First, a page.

When Hewlett-Packard Co.’s executive committee decided in June to ask all employees to take a voluntary payroll reduction, the decision was posted immediately on the company’s @HP portal, the intranet that binds together nearly 90,000 employees in 150 countries. A tool enabling employees to volunteer for the reduction accompanied the announcement. The first day 10,000 employees signed up; within three days 30,000 had volunteered. Kathy Dolan, director of @HP, believes the portal played a central role in making the program work. Instead of finding out by word of mouth whether people were signing up, employees could check the site to find the current tally of volunteers; as the count steadily increased, it convinced more people to participate. Ultimately, more than 90 per cent of HP’s employees volunteered for pay cuts.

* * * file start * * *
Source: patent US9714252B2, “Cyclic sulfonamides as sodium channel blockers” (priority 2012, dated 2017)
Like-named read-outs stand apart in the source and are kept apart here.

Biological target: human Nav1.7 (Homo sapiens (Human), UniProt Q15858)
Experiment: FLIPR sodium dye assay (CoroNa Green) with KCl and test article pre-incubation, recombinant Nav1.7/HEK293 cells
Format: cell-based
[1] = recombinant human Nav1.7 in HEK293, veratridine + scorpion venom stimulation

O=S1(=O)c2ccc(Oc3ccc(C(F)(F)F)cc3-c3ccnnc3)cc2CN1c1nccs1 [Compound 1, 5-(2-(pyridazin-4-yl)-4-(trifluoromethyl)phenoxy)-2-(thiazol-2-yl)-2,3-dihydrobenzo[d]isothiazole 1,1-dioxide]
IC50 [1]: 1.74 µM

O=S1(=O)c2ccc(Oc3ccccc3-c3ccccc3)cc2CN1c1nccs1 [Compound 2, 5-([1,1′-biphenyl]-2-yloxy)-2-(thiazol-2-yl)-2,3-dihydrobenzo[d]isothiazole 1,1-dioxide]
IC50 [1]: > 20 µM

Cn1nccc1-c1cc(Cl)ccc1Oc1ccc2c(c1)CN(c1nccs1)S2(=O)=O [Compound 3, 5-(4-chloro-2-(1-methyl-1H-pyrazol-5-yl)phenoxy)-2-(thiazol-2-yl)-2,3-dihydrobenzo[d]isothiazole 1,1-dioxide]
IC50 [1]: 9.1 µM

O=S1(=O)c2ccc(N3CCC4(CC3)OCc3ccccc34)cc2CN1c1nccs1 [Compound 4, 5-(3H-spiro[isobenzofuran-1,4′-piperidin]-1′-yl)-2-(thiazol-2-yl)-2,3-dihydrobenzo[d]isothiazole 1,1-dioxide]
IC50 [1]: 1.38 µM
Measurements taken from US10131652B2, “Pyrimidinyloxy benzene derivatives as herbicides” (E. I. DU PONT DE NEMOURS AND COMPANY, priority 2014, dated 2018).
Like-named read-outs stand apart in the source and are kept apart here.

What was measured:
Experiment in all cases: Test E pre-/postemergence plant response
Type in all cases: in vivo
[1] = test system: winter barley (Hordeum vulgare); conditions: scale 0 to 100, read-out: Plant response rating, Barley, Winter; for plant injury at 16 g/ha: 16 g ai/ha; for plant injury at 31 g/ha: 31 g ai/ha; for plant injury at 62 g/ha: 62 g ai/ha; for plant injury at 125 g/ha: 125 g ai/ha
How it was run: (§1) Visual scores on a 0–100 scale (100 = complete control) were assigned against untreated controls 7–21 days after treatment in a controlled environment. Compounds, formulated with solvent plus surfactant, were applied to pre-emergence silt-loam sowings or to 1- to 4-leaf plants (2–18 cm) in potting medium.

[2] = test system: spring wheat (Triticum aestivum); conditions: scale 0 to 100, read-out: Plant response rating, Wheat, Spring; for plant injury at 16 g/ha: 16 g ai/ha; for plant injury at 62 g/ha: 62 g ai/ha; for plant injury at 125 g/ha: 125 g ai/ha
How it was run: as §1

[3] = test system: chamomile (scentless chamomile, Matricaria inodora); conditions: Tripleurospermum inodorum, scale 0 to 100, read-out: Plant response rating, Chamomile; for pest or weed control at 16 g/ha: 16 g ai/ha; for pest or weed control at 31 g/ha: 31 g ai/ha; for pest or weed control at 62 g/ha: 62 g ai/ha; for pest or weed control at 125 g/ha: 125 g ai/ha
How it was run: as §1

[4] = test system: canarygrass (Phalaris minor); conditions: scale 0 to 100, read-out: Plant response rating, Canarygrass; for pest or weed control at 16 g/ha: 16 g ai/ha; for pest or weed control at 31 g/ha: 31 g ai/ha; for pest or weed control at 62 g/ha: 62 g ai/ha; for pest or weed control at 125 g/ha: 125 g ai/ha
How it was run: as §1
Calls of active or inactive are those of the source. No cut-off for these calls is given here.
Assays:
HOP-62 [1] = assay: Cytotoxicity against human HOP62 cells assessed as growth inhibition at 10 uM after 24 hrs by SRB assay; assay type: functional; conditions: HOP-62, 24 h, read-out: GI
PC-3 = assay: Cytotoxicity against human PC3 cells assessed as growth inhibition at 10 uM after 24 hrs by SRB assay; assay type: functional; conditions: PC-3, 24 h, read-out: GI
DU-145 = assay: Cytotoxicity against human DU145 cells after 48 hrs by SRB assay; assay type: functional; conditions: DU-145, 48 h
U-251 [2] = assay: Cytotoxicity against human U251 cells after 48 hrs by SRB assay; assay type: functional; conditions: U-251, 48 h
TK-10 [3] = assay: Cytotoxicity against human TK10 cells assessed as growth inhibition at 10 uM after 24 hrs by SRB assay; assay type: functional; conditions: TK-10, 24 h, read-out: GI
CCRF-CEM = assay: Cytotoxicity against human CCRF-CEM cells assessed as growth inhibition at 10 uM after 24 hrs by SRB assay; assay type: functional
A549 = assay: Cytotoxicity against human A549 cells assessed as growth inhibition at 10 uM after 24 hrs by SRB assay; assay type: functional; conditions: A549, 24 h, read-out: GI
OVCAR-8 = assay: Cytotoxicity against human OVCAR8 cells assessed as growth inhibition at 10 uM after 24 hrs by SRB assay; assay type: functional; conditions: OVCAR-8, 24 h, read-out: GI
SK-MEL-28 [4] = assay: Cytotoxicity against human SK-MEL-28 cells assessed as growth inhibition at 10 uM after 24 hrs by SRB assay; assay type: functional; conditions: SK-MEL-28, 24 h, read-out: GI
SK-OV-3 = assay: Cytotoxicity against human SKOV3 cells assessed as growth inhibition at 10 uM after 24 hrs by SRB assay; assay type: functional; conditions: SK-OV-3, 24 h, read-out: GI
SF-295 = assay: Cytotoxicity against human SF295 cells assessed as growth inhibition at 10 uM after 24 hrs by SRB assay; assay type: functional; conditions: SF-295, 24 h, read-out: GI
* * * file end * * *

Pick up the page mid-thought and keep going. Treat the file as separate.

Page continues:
That is the power of a successfully deployed intranet. Unfortunately, many companies invest in the seemingly simple project of building a corporate intranet only to have their efforts met with lukewarm success or abject failure. Lack of strategic planning, inadequate executive sponsorship, waning financial support or inconsistent content management spell disaster for most internal Web sites before they even get off the ground. Although it can be difficult to measure the financial impact of a failed intranet, the losses are often considerable.